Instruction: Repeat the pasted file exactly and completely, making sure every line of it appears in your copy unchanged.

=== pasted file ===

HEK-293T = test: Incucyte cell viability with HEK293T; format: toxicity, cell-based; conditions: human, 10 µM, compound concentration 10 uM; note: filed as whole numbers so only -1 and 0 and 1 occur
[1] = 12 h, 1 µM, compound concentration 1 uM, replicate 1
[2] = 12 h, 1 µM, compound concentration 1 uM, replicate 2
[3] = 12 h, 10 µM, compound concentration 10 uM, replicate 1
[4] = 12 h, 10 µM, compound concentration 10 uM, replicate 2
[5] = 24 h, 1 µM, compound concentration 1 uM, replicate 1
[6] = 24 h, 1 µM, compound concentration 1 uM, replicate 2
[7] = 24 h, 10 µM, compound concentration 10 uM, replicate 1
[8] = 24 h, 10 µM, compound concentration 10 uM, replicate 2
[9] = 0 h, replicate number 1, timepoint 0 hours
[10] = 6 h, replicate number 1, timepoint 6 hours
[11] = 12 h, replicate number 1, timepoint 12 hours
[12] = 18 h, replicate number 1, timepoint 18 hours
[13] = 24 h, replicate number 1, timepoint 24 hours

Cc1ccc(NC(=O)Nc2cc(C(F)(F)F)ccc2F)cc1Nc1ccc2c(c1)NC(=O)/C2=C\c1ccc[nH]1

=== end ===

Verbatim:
HEK-293T = test: Incucyte cell viability with HEK293T; format: toxicity, cell-based; conditions: human, 10 µM, compound concentration 10 uM; note: filed as whole numbers so only -1 and 0 and 1 occur
[1] = 12 h, 1 µM, compound concentration 1 uM, replicate 1
[2] = 12 h, 1 µM, compound concentration 1 uM, replicate 2
[3] = 12 h, 10 µM, compound concentration 10 uM, replicate 1
[4] = 12 h, 10 µM, compound concentration 10 uM, replicate 2
[5] = 24 h, 1 µM, compound concentration 1 uM, replicate 1
[6] = 24 h, 1 µM, compound concentration 1 uM, replicate 2
[7] = 24 h, 10 µM, compound concentration 10 uM, replicate 1
[8] = 24 h, 10 µM, compound concentration 10 uM, replicate 2
[9] = 0 h, replicate number 1, timepoint 0 hours
[10] = 6 h, replicate number 1, timepoint 6 hours
[11] = 12 h, replicate number 1, timepoint 12 hours
[12] = 18 h, replicate number 1, timepoint 18 hours
[13] = 24 h, replicate number 1, timepoint 24 hours

Cc1ccc(NC(=O)Nc2cc(C(F)(F)F)ccc2F)cc1Nc1ccc2c(c1)NC(=O)/C2=C\c1ccc[nH]1